Already we are into estimates, in this case estimates that adjust for a range of factors. Presumably they are taking into account previously studied statistics on mortality rates associated with those other factors, e.g., people with lower income may have an overall higher mortality rate. If these figures are accurate, they can be useful in parsing out possibly misleading correlations. A simple example: if smokers have a higher mortality rate than non-smokers, but are also poorer than non-smokers, the two influences may cancel out. The higher mortality could be due to income-related factors (access to healthcare and healthy food, for example), not smoking. However, in order to give a true picture, they must also be comprehensive. All possible multiple risk factors must be included. So even if smokers show a higher mortality rate after taking the factors quoted above into account, the correlation may still have some other cause not identified in the study.
This study aims to investigate the relationship of smoking to all-cause mortality in Australia, in the 45 and Up Study cohort. Although cause-specific mortality data have been used in analyses from other countries, these were not available for Australia at the time of writing ...
In other words: We do not have information which tells us specifically what people die from but we are going to estimate how many smokers dies from which diseases.
Questionnaire data from study participants were linked probabilistically to data from the NSW Register of Births, Deaths and Marriages up to 30 June 2012 to provide data on fact and date of death. This probabilistic matching is known to be highly accurate (false-positive and false-negative rates <0.4%). Death registrations capture all deaths in NSW. Cause of death information was not available at the time of analysis ...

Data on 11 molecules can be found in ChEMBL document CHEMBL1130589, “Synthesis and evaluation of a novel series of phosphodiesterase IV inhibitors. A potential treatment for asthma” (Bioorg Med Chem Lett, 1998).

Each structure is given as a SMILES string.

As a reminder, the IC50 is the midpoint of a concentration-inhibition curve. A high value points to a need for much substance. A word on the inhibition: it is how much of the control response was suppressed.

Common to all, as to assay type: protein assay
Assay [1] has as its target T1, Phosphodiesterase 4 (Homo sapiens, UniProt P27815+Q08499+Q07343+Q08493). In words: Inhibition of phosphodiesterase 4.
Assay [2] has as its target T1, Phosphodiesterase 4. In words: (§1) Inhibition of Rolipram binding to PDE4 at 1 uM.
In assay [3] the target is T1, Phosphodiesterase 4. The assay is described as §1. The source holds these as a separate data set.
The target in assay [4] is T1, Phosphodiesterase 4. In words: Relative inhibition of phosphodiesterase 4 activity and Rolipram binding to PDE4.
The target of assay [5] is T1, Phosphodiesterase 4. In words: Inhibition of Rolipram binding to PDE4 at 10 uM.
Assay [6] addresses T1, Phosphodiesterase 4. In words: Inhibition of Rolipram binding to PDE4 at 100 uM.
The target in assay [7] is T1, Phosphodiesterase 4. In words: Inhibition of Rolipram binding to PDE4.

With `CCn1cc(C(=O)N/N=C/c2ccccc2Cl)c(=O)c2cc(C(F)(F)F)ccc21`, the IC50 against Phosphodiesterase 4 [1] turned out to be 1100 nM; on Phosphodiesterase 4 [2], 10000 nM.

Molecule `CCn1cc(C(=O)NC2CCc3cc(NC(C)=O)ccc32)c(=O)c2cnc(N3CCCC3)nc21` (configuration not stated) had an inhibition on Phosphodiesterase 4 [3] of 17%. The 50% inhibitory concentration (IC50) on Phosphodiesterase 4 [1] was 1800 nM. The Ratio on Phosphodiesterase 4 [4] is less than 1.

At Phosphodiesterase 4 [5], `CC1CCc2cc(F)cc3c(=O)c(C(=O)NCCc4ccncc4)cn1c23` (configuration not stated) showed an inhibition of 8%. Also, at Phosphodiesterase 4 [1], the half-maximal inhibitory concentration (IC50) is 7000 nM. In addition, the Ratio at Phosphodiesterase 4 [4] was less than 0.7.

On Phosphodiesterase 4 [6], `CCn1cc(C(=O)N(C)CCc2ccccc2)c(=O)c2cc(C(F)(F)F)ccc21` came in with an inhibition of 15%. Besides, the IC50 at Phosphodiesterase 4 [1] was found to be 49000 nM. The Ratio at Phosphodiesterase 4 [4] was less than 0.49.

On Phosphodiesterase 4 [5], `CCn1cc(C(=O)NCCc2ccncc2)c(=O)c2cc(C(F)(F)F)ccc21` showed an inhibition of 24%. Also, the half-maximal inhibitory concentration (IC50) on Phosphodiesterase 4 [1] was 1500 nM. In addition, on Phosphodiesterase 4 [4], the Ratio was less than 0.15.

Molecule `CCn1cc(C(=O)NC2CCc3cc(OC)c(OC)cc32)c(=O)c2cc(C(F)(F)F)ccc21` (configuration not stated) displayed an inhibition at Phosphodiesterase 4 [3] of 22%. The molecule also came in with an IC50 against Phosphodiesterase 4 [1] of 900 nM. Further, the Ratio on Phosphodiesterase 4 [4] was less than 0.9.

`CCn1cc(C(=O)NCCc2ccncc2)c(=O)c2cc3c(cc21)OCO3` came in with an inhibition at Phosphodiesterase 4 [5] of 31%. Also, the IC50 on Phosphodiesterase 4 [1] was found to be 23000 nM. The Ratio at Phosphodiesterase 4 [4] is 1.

And this one:
It should be noted that although the 45 and Up Study is, like the vast majority of cohort studies, not strictly representative of the general population, the results presented here are based on internal comparisons within the cohort and are likely to be reliable ...
And again:
International evidence shows that the vast majority of excess deaths in smokers are caused by smoking and are due to conditions such as cardiovascular disease, cancer, and chronic lung disease. However, it should be borne in mind that a minority of deaths, such as those related to suicide, may be increased in smokers but may not be wholly caused by smoking. Hence, although we are not able to exclude the relatively small number of deaths that are less likely to be causally related to smoking, the large majority of the observed excess mortality in smokers observed here would have been caused by smoking.
Language is Important

In reading research, it is very important you take note of the language being used in the document. Words like "may, could be, appeared to, we believe or suggest" can simply indicate that the researchers are being cautious, but they can also be deceptive, designed to create the association that is desired by the researcher. What is most disturbing is when they draw bold claims without such discretion in their press releases. Here is an example:
Dow Jones Business News, Associated Press, 07/24/2001

CHICAGO -- Just half an hour of second-hand smoke can impair normal blood flow to the heart, a Japanese study suggests.